Looks at the 2000 Employment Research Unit Annual Conference held at the University of Cardiff in Wales on 6/7 September 2000. Spotlights the 76 or so presentations within and shows that these are in many, differing, areas across management research from: retail finance; precarious jobs and decisions; methodological lessons from feminism; call centre experience and disability discrimination. These and all points east and west are covered and laid out in a simple, abstract style, including, where applicable, references, endnotes and bibliography in an easy‐to‐follow manner. Summarizes each paper and also gives conclusions where needed, in a comfortable modern format.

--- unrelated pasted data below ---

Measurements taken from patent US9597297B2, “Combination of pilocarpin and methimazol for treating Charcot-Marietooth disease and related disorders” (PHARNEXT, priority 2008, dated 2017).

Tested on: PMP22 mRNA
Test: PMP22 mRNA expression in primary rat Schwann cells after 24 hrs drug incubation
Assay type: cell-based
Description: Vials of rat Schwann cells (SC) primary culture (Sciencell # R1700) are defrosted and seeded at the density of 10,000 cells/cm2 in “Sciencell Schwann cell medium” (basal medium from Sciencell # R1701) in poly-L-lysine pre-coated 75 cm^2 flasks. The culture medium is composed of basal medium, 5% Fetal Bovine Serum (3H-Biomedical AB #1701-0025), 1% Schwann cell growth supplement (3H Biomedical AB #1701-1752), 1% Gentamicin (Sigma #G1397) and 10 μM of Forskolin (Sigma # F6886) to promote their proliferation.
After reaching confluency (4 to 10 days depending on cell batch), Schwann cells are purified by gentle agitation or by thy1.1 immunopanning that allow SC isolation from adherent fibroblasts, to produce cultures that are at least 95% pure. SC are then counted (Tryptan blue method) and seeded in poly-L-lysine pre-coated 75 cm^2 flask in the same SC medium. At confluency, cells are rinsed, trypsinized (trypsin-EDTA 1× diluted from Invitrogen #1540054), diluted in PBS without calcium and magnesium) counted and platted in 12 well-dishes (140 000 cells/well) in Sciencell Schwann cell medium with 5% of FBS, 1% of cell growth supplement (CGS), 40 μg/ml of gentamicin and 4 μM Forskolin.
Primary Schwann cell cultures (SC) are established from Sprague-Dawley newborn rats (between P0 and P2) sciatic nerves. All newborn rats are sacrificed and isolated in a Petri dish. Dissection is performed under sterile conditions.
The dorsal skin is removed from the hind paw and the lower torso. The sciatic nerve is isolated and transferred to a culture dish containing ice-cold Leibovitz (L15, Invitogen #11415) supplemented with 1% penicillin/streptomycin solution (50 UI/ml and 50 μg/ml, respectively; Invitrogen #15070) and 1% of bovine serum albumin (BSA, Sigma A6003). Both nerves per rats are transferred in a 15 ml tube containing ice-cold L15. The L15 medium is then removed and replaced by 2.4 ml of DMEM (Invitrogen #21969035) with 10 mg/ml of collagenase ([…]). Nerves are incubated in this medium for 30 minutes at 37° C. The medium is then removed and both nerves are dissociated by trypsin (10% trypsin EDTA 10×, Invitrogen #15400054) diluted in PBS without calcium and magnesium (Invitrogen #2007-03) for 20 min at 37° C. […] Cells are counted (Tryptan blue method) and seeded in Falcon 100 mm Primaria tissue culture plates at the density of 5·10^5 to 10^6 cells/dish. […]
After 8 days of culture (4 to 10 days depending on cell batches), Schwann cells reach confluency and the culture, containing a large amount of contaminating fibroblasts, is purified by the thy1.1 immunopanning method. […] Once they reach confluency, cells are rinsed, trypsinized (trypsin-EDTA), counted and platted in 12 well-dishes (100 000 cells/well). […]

The aim of this article is to explore the current European debate over labour market flexibility. First, it considers lessons from economic theory. The classical consensus…
The aim of this article is to explore the current European debate over labour market flexibility. First, it considers lessons from economic theory. The classical consensus considering unemployment to be purely voluntary, the Keynesian consensus introducing the concept of demand deficient involuntary unemployment and finally the neo‐classical consensus returning us to the classical viewpoint of the dominance of real conditions in the labour market. In order to proceed without confusion the article provides a clear working definition of the natural rate of unemployment and its three main components, voluntary unemployment, structural unemployment and involuntary unemployment. It then proceed to analyse each of these main components in detail, illustrating the difference between a free market approach and a European Commission approach to reducing each component of unemployment. The article concludes that the future is dependent on all EU citizens as electors of governments and holders of wages to moderate.